Training Your Dog to Use a Leash
Training your dog to walk on a leash requires a lot of preparation and planning so we can’t provide a detailed guide in this short space.
However, here are a few tips to just give you an idea of what you can expect when you start training your dog to use a leash:
Get the right leash
An untrained dog will be pulling. So you definitely need a quality leash that is not going to fray or break from that pulling. This is especially important if you have a medium to large dog.
Choose a training method
We find that positive reinforcement methods relying on treats and praise to encourage good behavior are usually the best for leash training. But you can also use negative reinforcement methods to correct the negative behavior of pulling.
Choose a method based on the personality of your dog and what you think they will respond to the best.
Until your dog knows how to walk on leash, every single walk you go on should be a training session. And you should train daily if possible.
In fact, 2 shorter sessions (such as one in the morning before work and one in the evening when you get back) would be more effective than one longer one.
Any dog can learn to walk on a leash without pulling. Just be patient and consistent with training.
Tips for Finding the Best Leash for Your Dog
To get the best dog leash, you have to think about what you need a leash to do. The 3 main factors that will contribute to your decision are:
1. Your Dog's Size
A tiny teacup Chihuahua should not be using a heavy duty rope dog leash that weighs more than they do. At the other extreme, a flimsy little leash will not do anything to control a Great Dane.
So you need to get a leash that matches your dog’s size. You don’t want something that is either too heavy duty or too lightweight.
2. Your Past Experience
This is mainly about whether or not your dog is trained to walk on a leash. If the answer is no, you need to get a leash that is suited for training. A retractable dog leash or one that is attached to a dog harness are great options for training purposes.
On the other hand, if they are already trained, a nice leather dog leash or other general purpose leash will work perfectly fine.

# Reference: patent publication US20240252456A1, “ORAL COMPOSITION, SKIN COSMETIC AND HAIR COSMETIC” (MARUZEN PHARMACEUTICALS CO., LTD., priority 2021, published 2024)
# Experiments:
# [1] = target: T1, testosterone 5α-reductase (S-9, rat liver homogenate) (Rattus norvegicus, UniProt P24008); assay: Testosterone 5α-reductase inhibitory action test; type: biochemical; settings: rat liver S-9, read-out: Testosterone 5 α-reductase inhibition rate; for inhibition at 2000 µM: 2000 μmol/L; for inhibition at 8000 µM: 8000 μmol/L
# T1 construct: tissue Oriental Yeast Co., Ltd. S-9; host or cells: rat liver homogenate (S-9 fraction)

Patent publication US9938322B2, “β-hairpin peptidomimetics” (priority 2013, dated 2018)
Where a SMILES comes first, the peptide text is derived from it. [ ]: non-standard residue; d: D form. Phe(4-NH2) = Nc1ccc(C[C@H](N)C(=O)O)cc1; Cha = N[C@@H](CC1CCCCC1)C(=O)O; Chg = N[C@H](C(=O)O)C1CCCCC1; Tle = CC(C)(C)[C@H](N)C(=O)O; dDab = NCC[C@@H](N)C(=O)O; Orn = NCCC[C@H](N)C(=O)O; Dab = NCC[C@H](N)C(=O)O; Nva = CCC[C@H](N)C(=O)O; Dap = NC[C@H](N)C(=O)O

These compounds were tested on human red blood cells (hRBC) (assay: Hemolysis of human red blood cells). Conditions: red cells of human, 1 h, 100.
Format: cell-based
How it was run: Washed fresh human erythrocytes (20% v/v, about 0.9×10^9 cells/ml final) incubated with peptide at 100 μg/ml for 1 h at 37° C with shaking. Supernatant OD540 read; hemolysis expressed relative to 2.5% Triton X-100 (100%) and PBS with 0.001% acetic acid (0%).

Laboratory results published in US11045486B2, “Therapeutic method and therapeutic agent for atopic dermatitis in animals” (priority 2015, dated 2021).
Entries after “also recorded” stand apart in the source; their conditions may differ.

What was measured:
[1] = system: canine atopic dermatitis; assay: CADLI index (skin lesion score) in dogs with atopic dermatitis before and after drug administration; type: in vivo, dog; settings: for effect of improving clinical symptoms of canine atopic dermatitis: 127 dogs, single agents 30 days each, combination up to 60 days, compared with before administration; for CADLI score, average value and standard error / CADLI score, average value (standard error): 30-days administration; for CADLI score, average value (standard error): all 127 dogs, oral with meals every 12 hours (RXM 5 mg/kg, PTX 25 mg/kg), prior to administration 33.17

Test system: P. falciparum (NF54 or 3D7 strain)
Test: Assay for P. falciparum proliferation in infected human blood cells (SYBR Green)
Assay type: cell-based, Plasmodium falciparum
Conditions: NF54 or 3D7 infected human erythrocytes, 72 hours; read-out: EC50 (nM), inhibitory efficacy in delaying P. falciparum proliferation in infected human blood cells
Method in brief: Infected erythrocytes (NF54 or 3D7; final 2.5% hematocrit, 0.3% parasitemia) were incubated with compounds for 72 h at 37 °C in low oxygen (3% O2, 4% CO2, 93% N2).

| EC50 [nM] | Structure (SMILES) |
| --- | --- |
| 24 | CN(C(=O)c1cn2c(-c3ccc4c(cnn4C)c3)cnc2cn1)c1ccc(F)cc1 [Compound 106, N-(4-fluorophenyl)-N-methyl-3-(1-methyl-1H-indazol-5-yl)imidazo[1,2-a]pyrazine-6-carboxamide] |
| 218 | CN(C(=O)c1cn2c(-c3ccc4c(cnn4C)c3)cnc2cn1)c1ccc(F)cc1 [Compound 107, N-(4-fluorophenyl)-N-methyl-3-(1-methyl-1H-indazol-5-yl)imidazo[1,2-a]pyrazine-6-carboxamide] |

3. The Number of Dogs
This is a pretty straight forward factor. If you just have one dog, no need to complicate things. Just buy one leash. However, if you have 2 or more dogs, you have the option of buying individual leashes for each one or getting something like a Dual Dog Leash. A double dog leash allows you to control both leashes from a single handle.
This is more convenient and more comfortable for you and it makes sure that your dogs stick together. If you do go the route of buying individual leashes for each dog, you should also consider getting a dog leash holder.
This is usually a wall mounted set of hooks that you can hang each leash on. That prevents them from getting tangled up or lost.
4. Purpose of the Leash
The main purposes a leash can serve are for walking, exercising, and leash training. For walking, most standard dog leashes will do the trick—so long as you have accounted for the other 3 factors mentioned above. For running and other forms of outdoor exercise, a hands free or a bungee dog leash can be great options.
However, it’s again important to mention that you shouldn’t take your dog for outdoor exercise sessions until they have been trained to walk on a leash.
For training, you should get a special leash that helps you have more control over your dog so that you can effectively train them to stop pulling and walk obediently beside you.
As you can see, there are a lot of different kinds of leashes that can serve different purposes. Choosing the one that is best suited to you and your dog will mostly come down to the size of your dog, how much experience they have using a leash, and what you want to use it for.
So once you know what you should be looking for, finding the best leash for your dog should be no trouble at all!